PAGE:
If I were a conservative talk-radio host, I'd love it if my guest called Social Security a "Ponzi scheme."
The topic would keep your geriatric audience awake, plus it gives you a chance to say "Ponzi" a bunch of times.
So why do righty talk-radio hosts love to sit there in silent acquiescence as their guests say that Social Security is nothing but a disaster?
That happened last year, when we heard Rep. Mike Coffman say on KNUS' Kelley and Company that Social Security is "obviously" a "Ponzi scheme."
Kelley acted as if everyone agrees with Coffman, saying nothing to counter him.
And again, on Grassroots Radio Colorado Wed. Colorado Sen. Kent Lambert said Social Security "really is a Ponzi scheme."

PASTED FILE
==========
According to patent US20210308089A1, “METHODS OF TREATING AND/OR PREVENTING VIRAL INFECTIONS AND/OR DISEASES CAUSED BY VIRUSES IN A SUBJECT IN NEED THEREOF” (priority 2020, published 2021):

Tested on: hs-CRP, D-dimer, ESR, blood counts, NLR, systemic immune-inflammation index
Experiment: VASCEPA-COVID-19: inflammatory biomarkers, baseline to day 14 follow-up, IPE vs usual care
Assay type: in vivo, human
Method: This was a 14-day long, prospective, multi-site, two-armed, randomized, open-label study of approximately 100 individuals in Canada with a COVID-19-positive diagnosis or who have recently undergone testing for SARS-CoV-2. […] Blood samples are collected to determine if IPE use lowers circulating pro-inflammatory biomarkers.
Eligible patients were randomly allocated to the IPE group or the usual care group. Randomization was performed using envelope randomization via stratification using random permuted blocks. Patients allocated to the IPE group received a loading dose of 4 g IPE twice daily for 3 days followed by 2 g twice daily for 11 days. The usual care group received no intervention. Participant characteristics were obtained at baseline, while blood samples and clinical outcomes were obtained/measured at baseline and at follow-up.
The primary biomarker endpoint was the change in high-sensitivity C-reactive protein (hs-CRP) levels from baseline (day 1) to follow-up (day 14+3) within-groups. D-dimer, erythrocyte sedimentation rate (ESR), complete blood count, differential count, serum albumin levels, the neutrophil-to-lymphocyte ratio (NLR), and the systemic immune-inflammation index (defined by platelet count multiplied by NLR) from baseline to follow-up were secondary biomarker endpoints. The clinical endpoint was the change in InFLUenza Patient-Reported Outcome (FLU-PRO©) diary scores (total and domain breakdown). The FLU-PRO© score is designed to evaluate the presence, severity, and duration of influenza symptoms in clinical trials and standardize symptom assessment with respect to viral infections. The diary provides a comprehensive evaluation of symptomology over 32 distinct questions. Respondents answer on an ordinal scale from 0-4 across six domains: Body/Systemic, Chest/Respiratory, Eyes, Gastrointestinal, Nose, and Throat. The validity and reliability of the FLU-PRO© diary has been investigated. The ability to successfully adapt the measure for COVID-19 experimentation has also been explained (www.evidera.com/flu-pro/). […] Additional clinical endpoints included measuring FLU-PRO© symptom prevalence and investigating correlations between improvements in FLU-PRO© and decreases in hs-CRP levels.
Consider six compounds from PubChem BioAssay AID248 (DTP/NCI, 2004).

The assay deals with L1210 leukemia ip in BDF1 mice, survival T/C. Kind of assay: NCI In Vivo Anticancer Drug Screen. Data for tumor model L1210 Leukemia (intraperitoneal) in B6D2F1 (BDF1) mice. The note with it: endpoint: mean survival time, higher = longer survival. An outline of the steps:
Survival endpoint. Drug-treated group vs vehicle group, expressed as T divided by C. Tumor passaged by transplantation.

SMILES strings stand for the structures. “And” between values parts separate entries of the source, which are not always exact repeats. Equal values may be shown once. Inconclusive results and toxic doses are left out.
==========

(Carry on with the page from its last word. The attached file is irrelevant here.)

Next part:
Lambert: "I'd like to tell you what I like about PERA. It's not Social Security. Social Security really is a Ponzi scheme. You're taking from one employee or one worker and just giving it over to somebody else. In PERA at least we're making some investments and having some growth to that retirement system."
If I were at the controls at KLZ AM 560, I'd be thinking, how beautiful is this?
Here's a leader of the Legislature's Joint Budget Committee, whose members presumably know a lot about budgets, saying that Social Security is a criminal enterprise.
That should make for good talk radio. A good debate.
I thought Social Security was one of the U.S. government's greatest achievements. It's been tweaked slightly over its 76 years of providing a lifeline to seniors, and it's on solid ground for 25 more years. With minor changes, it will last indefinitely.
So what's up with the Ponzi-scheme attack line? It doesn't fit.
It's shallow thinking at its shallowest. As such, it could make for a good debate.
Any chance we can hear what Lambert's logic is, next time he's on Grassroots Radio Colorado?